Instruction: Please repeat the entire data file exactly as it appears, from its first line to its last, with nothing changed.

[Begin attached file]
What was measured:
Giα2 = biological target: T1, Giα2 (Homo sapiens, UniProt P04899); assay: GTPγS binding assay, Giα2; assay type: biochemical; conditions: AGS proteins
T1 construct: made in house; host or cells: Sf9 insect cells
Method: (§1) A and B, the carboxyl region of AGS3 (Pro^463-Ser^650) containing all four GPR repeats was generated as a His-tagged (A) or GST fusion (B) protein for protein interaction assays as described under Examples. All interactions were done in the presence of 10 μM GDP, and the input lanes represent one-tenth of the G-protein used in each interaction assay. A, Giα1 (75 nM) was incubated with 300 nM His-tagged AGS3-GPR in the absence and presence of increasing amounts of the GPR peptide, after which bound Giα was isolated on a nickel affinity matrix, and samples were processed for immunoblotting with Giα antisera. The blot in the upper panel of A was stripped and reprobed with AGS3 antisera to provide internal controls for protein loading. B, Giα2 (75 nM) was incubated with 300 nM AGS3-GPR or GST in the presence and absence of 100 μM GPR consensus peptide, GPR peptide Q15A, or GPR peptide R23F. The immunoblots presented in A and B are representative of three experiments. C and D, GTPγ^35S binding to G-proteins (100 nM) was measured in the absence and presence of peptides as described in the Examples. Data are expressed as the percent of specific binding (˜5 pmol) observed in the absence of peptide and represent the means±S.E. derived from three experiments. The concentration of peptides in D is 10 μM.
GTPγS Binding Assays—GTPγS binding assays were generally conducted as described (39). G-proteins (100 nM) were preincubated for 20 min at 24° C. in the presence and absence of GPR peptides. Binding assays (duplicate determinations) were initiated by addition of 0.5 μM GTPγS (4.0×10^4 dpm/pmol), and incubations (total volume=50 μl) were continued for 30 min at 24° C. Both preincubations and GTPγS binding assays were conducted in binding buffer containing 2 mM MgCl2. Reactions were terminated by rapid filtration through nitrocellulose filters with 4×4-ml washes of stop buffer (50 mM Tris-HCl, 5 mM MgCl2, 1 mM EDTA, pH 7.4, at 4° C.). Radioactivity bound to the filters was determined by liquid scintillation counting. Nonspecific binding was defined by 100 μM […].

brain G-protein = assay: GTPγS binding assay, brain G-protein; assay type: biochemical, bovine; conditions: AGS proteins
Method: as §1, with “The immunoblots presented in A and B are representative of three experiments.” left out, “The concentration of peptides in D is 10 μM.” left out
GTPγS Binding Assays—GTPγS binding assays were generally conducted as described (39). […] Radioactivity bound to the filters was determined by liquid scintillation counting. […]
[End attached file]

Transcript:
What was measured:
Giα2 = biological target: T1, Giα2 (Homo sapiens, UniProt P04899); assay: GTPγS binding assay, Giα2; assay type: biochemical; conditions: AGS proteins
T1 construct: made in house; host or cells: Sf9 insect cells
Method: (§1) A and B, the carboxyl region of AGS3 (Pro^463-Ser^650) containing all four GPR repeats was generated as a His-tagged (A) or GST fusion (B) protein for protein interaction assays as described under Examples. All interactions were done in the presence of 10 μM GDP, and the input lanes represent one-tenth of the G-protein used in each interaction assay. A, Giα1 (75 nM) was incubated with 300 nM His-tagged AGS3-GPR in the absence and presence of increasing amounts of the GPR peptide, after which bound Giα was isolated on a nickel affinity matrix, and samples were processed for immunoblotting with Giα antisera. The blot in the upper panel of A was stripped and reprobed with AGS3 antisera to provide internal controls for protein loading. B, Giα2 (75 nM) was incubated with 300 nM AGS3-GPR or GST in the presence and absence of 100 μM GPR consensus peptide, GPR peptide Q15A, or GPR peptide R23F. The immunoblots presented in A and B are representative of three experiments. C and D, GTPγ^35S binding to G-proteins (100 nM) was measured in the absence and presence of peptides as described in the Examples. Data are expressed as the percent of specific binding (˜5 pmol) observed in the absence of peptide and represent the means±S.E. derived from three experiments. The concentration of peptides in D is 10 μM.
GTPγS Binding Assays—GTPγS binding assays were generally conducted as described (39). G-proteins (100 nM) were preincubated for 20 min at 24° C. in the presence and absence of GPR peptides. Binding assays (duplicate determinations) were initiated by addition of 0.5 μM GTPγS (4.0×10^4 dpm/pmol), and incubations (total volume=50 μl) were continued for 30 min at 24° C. Both preincubations and GTPγS binding assays were conducted in binding buffer containing 2 mM MgCl2. Reactions were terminated by rapid filtration through nitrocellulose filters with 4×4-ml washes of stop buffer (50 mM Tris-HCl, 5 mM MgCl2, 1 mM EDTA, pH 7.4, at 4° C.). Radioactivity bound to the filters was determined by liquid scintillation counting. Nonspecific binding was defined by 100 μM […].

brain G-protein = assay: GTPγS binding assay, brain G-protein; assay type: biochemical, bovine; conditions: AGS proteins
Method: as §1, with “The immunoblots presented in A and B are representative of three experiments.” left out, “The concentration of peptides in D is 10 μM.” left out
GTPγS Binding Assays—GTPγS binding assays were generally conducted as described (39). […] Radioactivity bound to the filters was determined by liquid scintillation counting. […]